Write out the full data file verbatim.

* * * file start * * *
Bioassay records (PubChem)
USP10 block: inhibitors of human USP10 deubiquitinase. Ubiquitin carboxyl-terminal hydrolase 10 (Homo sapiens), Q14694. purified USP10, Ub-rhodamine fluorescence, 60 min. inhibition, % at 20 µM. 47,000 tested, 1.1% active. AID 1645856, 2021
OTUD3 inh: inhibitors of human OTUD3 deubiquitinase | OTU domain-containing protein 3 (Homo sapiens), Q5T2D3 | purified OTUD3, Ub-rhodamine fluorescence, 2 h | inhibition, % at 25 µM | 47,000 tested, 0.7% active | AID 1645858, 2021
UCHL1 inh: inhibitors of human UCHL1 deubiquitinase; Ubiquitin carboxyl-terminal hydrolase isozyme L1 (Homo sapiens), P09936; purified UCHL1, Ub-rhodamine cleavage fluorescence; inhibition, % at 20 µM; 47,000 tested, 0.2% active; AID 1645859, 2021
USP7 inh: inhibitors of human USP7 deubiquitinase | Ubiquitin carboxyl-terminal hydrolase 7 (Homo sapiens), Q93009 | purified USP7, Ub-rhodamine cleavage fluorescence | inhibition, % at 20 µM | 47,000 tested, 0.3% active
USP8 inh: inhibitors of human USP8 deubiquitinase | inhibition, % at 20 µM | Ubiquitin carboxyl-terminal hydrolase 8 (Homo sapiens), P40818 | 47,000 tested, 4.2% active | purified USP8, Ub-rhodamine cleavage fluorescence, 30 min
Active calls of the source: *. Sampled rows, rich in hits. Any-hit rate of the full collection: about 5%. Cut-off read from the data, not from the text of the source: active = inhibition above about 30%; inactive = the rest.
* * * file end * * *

Bioassay records (PubChem)
USP10 block: inhibitors of human USP10 deubiquitinase. Ubiquitin carboxyl-terminal hydrolase 10 (Homo sapiens), Q14694. purified USP10, Ub-rhodamine fluorescence, 60 min. inhibition, % at 20 µM. 47,000 tested, 1.1% active. AID 1645856, 2021
OTUD3 inh: inhibitors of human OTUD3 deubiquitinase | OTU domain-containing protein 3 (Homo sapiens), Q5T2D3 | purified OTUD3, Ub-rhodamine fluorescence, 2 h | inhibition, % at 25 µM | 47,000 tested, 0.7% active | AID 1645858, 2021
UCHL1 inh: inhibitors of human UCHL1 deubiquitinase; Ubiquitin carboxyl-terminal hydrolase isozyme L1 (Homo sapiens), P09936; purified UCHL1, Ub-rhodamine cleavage fluorescence; inhibition, % at 20 µM; 47,000 tested, 0.2% active; AID 1645859, 2021
USP7 inh: inhibitors of human USP7 deubiquitinase | Ubiquitin carboxyl-terminal hydrolase 7 (Homo sapiens), Q93009 | purified USP7, Ub-rhodamine cleavage fluorescence | inhibition, % at 20 µM | 47,000 tested, 0.3% active
USP8 inh: inhibitors of human USP8 deubiquitinase | inhibition, % at 20 µM | Ubiquitin carboxyl-terminal hydrolase 8 (Homo sapiens), P40818 | 47,000 tested, 4.2% active | purified USP8, Ub-rhodamine cleavage fluorescence, 30 min
Active calls of the source: *. Sampled rows, rich in hits. Any-hit rate of the full collection: about 5%. Cut-off read from the data, not from the text of the source: active = inhibition above about 30%; inactive = the rest.